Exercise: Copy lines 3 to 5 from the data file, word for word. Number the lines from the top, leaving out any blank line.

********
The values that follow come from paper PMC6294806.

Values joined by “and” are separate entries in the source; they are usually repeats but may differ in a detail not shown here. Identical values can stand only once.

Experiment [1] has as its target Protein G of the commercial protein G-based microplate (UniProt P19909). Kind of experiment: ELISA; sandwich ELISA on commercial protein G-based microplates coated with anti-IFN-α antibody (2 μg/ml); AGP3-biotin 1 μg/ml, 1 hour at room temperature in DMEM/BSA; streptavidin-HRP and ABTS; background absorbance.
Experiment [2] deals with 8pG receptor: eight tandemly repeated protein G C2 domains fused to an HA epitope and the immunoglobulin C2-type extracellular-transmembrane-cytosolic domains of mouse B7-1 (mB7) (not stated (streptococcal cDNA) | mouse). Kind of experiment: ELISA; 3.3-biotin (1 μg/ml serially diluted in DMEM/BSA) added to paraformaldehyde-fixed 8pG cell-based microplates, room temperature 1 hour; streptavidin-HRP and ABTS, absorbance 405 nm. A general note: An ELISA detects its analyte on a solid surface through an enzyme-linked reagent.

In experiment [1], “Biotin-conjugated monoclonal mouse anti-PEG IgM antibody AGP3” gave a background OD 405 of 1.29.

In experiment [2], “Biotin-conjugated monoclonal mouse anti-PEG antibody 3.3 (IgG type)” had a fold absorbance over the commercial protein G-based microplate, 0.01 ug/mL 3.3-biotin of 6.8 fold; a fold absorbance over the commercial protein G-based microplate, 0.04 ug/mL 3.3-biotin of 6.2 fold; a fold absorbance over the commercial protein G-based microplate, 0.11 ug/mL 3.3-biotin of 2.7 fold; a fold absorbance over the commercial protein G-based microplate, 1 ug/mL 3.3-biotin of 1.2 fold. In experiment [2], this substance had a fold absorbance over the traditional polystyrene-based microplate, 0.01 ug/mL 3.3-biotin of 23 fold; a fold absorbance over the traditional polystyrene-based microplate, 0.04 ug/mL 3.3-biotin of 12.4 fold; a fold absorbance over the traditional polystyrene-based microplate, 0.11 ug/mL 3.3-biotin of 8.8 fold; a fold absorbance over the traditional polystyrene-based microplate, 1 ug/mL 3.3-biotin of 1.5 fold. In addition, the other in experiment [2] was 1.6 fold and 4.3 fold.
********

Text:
Experiment [1] has as its target Protein G of the commercial protein G-based microplate (UniProt P19909). Kind of experiment: ELISA; sandwich ELISA on commercial protein G-based microplates coated with anti-IFN-α antibody (2 μg/ml); AGP3-biotin 1 μg/ml, 1 hour at room temperature in DMEM/BSA; streptavidin-HRP and ABTS; background absorbance.
Experiment [2] deals with 8pG receptor: eight tandemly repeated protein G C2 domains fused to an HA epitope and the immunoglobulin C2-type extracellular-transmembrane-cytosolic domains of mouse B7-1 (mB7) (not stated (streptococcal cDNA) | mouse). Kind of experiment: ELISA; 3.3-biotin (1 μg/ml serially diluted in DMEM/BSA) added to paraformaldehyde-fixed 8pG cell-based microplates, room temperature 1 hour; streptavidin-HRP and ABTS, absorbance 405 nm. A general note: An ELISA detects its analyte on a solid surface through an enzyme-linked reagent.

In experiment [1], “Biotin-conjugated monoclonal mouse anti-PEG IgM antibody AGP3” gave a background OD 405 of 1.29.